Gone are the days when Málaga was a sleepy seaside resort in which the Mediterranean played starring and supporting roles. The city has become a bustling cultural and gastronomic haven but also a place where commerce is conceived and put into action.
We highlight just a few developments that have made Málaga a standard bearer for coastal cities seeking to offer the perfect blend of business and pleasure…
A Bustling Harbour
Málaga’s port used to be one of the city’s least attractive features from a tourism perspective, yet today, it is a cultural, gastronomic and shopping nucleus, thanks to Muelle Uno (which houses an array of shops, parking spaces, restaurants and the Pompidou Pop-Up Museum) and Muelle Dos, (where luxury cruises dock while passengers enjoy the beauty of the old historic town, a short walk away from the Port itself).
Muelle Uno is a popular spot for trendy urbanites, who dine beneath the stars at restaurants serving everything from Indian and Thai cuisine to Michelin-starred dishes or juicy Argentinean steaks. Some of the coolest spots they frequent include El Palmeral Restaurant & Cocktail Bar (a great place for seafood and cocktails), Kaleido (featuring live music concerts) and La Tagliatelle (serving authentic Italian cuisine).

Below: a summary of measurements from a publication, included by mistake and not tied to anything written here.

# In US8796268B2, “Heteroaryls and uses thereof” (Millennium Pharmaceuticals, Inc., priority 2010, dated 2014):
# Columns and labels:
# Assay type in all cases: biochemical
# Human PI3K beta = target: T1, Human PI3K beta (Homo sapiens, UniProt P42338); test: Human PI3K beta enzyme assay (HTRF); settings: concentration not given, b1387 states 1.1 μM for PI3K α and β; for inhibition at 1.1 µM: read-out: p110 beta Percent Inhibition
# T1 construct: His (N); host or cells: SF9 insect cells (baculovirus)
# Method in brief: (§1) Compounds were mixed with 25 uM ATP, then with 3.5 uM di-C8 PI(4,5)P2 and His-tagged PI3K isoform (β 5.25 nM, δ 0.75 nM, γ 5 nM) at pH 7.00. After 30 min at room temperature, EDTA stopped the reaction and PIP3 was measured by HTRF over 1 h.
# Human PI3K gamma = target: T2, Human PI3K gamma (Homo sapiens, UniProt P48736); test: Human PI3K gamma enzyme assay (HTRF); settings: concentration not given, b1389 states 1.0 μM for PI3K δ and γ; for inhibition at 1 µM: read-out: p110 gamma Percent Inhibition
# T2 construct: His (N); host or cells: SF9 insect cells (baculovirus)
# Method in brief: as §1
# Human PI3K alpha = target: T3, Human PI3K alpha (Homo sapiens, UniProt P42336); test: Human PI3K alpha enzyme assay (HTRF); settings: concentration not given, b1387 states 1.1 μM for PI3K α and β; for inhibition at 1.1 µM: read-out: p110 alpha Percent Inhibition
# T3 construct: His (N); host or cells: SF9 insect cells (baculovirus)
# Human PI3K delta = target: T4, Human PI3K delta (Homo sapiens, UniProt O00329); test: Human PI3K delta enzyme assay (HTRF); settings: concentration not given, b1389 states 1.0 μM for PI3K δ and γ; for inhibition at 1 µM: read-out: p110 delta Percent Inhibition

Muelle Dos, meanwhile, was seriously jazzed up with the Palmeral de las Sopresas: a walkway flanked by 408 palm trees and various plants – a veritable verdant paradise. Close by is the new Ferris Wheel – lovely and romantic by night and offering stunning views of the city.
The Vialia Málaga-María Zambrano train station has totally changed the face of the Perchel area of Málaga, with high-speed AVE trains embarking on a daily basis, making a trip to Madrid or further afield a matter of mere hours. The station blends in perfectly with the rest of the shopping centre, home to just about every top-selling fashion and home ware store that you could think of.
Vialia also has a cinema and various restaurants, located on the top floor. One thing frequent travellers really appreciate is the parking; previously, most had to catch a taxi to the train station, which is located in one of Málaga’s most populated areas…
Words Marisa Cutillas